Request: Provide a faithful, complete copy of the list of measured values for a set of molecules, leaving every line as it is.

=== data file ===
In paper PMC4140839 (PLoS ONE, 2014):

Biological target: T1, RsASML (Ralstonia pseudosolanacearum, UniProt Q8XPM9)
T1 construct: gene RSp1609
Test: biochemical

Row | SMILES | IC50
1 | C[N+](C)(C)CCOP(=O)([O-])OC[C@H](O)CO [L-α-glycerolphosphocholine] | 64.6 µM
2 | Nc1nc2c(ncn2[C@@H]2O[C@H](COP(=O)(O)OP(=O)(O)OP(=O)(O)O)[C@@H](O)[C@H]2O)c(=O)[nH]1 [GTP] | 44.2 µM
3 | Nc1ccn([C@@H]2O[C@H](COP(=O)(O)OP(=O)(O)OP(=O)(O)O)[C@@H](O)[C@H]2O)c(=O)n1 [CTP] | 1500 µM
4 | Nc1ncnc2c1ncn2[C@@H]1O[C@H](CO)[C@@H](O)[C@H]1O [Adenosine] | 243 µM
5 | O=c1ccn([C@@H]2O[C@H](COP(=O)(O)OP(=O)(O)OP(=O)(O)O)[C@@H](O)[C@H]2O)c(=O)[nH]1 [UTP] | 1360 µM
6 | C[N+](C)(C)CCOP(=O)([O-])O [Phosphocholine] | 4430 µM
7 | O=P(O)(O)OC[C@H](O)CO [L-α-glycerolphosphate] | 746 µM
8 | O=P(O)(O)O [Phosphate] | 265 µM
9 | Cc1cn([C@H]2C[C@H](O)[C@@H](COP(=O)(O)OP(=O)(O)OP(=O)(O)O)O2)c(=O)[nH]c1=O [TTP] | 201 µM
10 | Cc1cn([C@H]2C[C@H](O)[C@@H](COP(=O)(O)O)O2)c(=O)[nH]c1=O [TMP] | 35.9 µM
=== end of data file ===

In paper PMC4140839 (PLoS ONE, 2014):

Biological target: T1, RsASML (Ralstonia pseudosolanacearum, UniProt Q8XPM9)
T1 construct: gene RSp1609
Test: biochemical

Row | SMILES | IC50
1 | C[N+](C)(C)CCOP(=O)([O-])OC[C@H](O)CO [L-α-glycerolphosphocholine] | 64.6 µM
2 | Nc1nc2c(ncn2[C@@H]2O[C@H](COP(=O)(O)OP(=O)(O)OP(=O)(O)O)[C@@H](O)[C@H]2O)c(=O)[nH]1 [GTP] | 44.2 µM
3 | Nc1ccn([C@@H]2O[C@H](COP(=O)(O)OP(=O)(O)OP(=O)(O)O)[C@@H](O)[C@H]2O)c(=O)n1 [CTP] | 1500 µM
4 | Nc1ncnc2c1ncn2[C@@H]1O[C@H](CO)[C@@H](O)[C@H]1O [Adenosine] | 243 µM
5 | O=c1ccn([C@@H]2O[C@H](COP(=O)(O)OP(=O)(O)OP(=O)(O)O)[C@@H](O)[C@H]2O)c(=O)[nH]1 [UTP] | 1360 µM
6 | C[N+](C)(C)CCOP(=O)([O-])O [Phosphocholine] | 4430 µM
7 | O=P(O)(O)OC[C@H](O)CO [L-α-glycerolphosphate] | 746 µM
8 | O=P(O)(O)O [Phosphate] | 265 µM
9 | Cc1cn([C@H]2C[C@H](O)[C@@H](COP(=O)(O)OP(=O)(O)OP(=O)(O)O)O2)c(=O)[nH]c1=O [TTP] | 201 µM
10 | Cc1cn([C@H]2C[C@H](O)[C@@H](COP(=O)(O)O)O2)c(=O)[nH]c1=O [TMP] | 35.9 µM